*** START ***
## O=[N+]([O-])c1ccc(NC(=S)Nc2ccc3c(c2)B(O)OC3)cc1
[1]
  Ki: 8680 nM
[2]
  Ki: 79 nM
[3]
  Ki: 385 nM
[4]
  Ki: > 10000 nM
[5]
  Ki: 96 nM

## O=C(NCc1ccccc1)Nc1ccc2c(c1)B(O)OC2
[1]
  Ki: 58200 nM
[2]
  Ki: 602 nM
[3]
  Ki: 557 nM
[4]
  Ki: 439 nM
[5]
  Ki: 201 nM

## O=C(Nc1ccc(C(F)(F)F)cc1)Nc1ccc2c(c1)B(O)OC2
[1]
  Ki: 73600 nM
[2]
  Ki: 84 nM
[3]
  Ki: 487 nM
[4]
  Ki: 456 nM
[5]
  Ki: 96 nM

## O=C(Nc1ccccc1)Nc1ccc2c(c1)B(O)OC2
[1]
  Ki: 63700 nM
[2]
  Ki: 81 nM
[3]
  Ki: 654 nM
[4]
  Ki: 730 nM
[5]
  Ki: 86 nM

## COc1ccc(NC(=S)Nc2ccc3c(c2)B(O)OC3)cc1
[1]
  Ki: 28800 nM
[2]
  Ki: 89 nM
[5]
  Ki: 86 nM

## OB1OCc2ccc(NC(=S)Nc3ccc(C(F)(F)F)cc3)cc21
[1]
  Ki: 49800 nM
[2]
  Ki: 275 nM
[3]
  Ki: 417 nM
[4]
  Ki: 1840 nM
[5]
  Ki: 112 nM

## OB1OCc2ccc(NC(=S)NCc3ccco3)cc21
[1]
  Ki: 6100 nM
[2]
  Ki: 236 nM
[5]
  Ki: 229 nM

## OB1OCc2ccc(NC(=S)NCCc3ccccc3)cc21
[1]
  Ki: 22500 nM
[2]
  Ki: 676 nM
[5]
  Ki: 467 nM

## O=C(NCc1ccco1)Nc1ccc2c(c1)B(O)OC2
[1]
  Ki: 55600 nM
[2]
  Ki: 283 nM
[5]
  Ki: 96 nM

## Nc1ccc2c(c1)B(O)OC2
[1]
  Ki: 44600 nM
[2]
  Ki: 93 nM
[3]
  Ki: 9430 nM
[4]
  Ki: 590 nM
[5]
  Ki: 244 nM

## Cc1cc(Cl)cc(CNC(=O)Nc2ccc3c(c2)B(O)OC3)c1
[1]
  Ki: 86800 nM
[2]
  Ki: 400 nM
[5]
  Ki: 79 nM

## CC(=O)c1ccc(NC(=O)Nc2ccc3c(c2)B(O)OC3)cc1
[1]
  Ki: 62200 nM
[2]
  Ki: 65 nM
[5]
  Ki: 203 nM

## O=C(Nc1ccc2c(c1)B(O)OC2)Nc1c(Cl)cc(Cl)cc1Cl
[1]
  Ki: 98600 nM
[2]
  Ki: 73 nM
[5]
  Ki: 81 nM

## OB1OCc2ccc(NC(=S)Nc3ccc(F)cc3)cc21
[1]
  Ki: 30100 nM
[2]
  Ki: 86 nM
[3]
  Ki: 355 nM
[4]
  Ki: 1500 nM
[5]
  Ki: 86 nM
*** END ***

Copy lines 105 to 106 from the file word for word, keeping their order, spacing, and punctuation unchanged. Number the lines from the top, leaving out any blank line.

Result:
[2]
  Ki: 65 nM